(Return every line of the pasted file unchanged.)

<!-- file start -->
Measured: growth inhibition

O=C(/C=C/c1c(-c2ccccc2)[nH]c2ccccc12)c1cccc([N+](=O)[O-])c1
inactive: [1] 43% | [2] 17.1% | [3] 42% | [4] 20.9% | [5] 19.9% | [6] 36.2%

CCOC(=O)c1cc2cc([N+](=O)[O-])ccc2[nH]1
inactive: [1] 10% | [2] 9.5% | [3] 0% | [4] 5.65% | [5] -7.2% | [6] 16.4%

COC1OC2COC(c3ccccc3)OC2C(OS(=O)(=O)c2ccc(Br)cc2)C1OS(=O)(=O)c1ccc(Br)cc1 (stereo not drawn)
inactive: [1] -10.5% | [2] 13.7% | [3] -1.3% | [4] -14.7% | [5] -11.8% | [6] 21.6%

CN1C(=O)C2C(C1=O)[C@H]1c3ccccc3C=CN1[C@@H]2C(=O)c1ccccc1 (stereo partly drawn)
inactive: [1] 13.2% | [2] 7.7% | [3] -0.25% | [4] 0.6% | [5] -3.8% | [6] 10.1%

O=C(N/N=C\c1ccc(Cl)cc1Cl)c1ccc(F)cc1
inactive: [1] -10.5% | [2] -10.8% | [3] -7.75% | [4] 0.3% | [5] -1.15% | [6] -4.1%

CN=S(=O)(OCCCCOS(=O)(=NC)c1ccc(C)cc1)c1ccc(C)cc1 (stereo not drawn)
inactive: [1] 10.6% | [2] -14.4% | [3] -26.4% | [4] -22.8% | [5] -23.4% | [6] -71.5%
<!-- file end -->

Measured: growth inhibition

O=C(/C=C/c1c(-c2ccccc2)[nH]c2ccccc12)c1cccc([N+](=O)[O-])c1
inactive: [1] 43% | [2] 17.1% | [3] 42% | [4] 20.9% | [5] 19.9% | [6] 36.2%

CCOC(=O)c1cc2cc([N+](=O)[O-])ccc2[nH]1
inactive: [1] 10% | [2] 9.5% | [3] 0% | [4] 5.65% | [5] -7.2% | [6] 16.4%

COC1OC2COC(c3ccccc3)OC2C(OS(=O)(=O)c2ccc(Br)cc2)C1OS(=O)(=O)c1ccc(Br)cc1 (stereo not drawn)
inactive: [1] -10.5% | [2] 13.7% | [3] -1.3% | [4] -14.7% | [5] -11.8% | [6] 21.6%

CN1C(=O)C2C(C1=O)[C@H]1c3ccccc3C=CN1[C@@H]2C(=O)c1ccccc1 (stereo partly drawn)
inactive: [1] 13.2% | [2] 7.7% | [3] -0.25% | [4] 0.6% | [5] -3.8% | [6] 10.1%

O=C(N/N=C\c1ccc(Cl)cc1Cl)c1ccc(F)cc1
inactive: [1] -10.5% | [2] -10.8% | [3] -7.75% | [4] 0.3% | [5] -1.15% | [6] -4.1%

CN=S(=O)(OCCCCOS(=O)(=NC)c1ccc(C)cc1)c1ccc(C)cc1 (stereo not drawn)
inactive: [1] 10.6% | [2] -14.4% | [3] -26.4% | [4] -22.8% | [5] -23.4% | [6] -71.5%